On Monday, November 30, 2015, Cultural Counselor Bénédicte de Montlaur awarded renowned sculptor Carl Andre and esteemed gallerist Paula Cooper with the Order of Arts and Letters. The awards were presented during a ceremony held at Cultural Services of the French Embassy in New York.
As Cultural Counselor of the French Embassy, it is my honor to welcome you all here tonight, as we confer the Insignia of the Order of Arts and Letters to two renowned figures in the art world, Carl Andre and Paula Cooper.
The Order of Arts and Letters was established by the French government in 1957 to recognize people who have contributed significantly to furthering the arts in France and throughout the world. The Order of Arts and Letters is given out three times annually under the jurisdiction of the Minister of Culture and Communication.
During these ceremonies, I often have to introduce the honorees to each other. For this ceremony, however, there’s no need! Carl and Paula, you have known each other for the majority of your careers. Not only have you known each other, but you have also worked together countless times: Carl, as the pioneering sculptor, and Paula, as the pioneering gallerist, dealing Carl’s art. Paula said that when she first encountered Andre’s Equivalents at the Tibor de Nagy gallery, “I was just so mesmerized. I didn’t want the experience to end. And 40-odd years later, I still feel that way about Carl’s work. I still think he’s one of the most radical artists there is.” Paula would go on to feature Carl in her inaugural exhibition at the Paula Cooper Gallery in 1968. Since then, I think the relationship between Carl Andre’s art and the Paula Cooper gallery has helped bring both of you to the esteemed positions you hold in the art world. As a team and as individuals, you have transformed art and the way the public encounters art, and this is of course why we are honoring you both tonight.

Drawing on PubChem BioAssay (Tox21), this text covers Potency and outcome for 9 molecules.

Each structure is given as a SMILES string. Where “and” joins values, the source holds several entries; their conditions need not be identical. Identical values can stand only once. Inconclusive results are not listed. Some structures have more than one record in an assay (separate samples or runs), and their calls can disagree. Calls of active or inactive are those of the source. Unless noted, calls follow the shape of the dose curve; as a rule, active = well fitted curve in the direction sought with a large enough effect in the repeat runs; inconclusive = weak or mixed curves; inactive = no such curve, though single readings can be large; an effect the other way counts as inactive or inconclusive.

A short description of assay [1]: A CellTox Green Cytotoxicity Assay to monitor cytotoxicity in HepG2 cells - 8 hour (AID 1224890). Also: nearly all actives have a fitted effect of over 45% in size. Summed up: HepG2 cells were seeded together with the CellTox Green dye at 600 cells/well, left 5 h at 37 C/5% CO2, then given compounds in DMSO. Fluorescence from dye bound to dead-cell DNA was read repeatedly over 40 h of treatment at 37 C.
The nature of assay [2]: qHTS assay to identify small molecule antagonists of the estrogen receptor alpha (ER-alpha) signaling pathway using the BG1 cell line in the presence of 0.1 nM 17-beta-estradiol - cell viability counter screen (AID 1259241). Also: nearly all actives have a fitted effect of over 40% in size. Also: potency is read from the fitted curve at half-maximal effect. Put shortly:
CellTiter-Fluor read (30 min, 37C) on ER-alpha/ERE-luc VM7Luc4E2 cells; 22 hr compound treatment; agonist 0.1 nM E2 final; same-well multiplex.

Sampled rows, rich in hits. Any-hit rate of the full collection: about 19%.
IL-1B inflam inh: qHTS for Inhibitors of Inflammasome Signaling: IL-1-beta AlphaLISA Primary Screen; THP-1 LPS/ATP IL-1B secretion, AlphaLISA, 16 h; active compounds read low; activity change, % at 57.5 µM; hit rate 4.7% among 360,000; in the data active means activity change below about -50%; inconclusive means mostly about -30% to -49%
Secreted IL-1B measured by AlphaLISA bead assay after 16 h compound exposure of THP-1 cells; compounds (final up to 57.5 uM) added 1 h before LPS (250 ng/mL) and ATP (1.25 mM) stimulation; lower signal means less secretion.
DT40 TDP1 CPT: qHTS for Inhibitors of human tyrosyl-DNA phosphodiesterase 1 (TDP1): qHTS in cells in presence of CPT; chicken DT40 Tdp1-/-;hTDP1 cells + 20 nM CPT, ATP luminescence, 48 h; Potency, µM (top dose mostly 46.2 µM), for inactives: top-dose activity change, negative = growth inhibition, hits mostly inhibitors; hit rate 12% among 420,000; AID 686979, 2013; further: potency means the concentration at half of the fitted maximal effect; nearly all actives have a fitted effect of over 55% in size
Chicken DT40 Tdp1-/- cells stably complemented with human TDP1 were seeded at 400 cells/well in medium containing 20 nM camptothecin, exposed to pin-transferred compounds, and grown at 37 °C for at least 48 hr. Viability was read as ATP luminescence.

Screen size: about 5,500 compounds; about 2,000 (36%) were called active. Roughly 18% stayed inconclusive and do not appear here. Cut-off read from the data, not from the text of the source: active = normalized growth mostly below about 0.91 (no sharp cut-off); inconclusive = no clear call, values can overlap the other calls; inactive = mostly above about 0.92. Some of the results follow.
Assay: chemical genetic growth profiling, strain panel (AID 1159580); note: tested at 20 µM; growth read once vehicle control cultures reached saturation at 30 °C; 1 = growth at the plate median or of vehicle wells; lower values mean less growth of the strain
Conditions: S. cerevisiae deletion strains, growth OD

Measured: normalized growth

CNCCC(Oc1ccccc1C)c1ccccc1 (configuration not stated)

France is a gallant country, so let us begin with Paula Cooper.
Paula, this is the second time you’re being decorated by the French Embassy; the first time was in 2002, when you were made a Chevalier of the Order of Arts and Letters. So first of all, we must say, welcome back! We’re thrilled to now promote you to the rank of Officer of the Order of Arts in Letters, in acknowledgment of your many achievements since the last time you were in this room, as well as the lasting impact of your long career for art today. Just as your good friend Carl Andre transformed sculpture, you transformed contemporary art galleries. Beginning in the 1960s, you set new standards for galleries, in terms of their practices as well as their quality of art. Generations of gallerists have followed in your footsteps, showing the enduring power of your legacy.
Your friends, supporters and colleagues all vary in what they consider to be your greatest achievement for galleries. But there is one enormous feat they will all mention: that you picked up the New York gallery world and moved it from uptown to downtown. We mentioned this fact ourselves when we first decorated you in 2002, but because the story is so incredible we must reflect upon it once more. In 1968, you opened the first Paula Cooper gallery in an industrial wasteland known as SoHo. You were looking for a large, light-filled space that could accommodate a range of projects, and for you the 3,000 square foot loft fit the bill. People thought you were crazy for opening a gallery down there, and that no one would ever go. Well, pretty soon Ivan Karp relocated to SoHo, and then Leo Castelli, and by 1973, there were 33 galleries in SoHo. In the empty loft spaces, you saw opportunity, and started a city-wide trend. Some years later, you would also be among the first gallerists to relocate to Chelsea—an area which now has the largest concentration of art galleries in the world. You have consistently been ahead of your times, anticipating new developments in art before they were realized. One of the few prominent female gallerists in the 1960s, you have not ceased to lead your career with audacity and independence.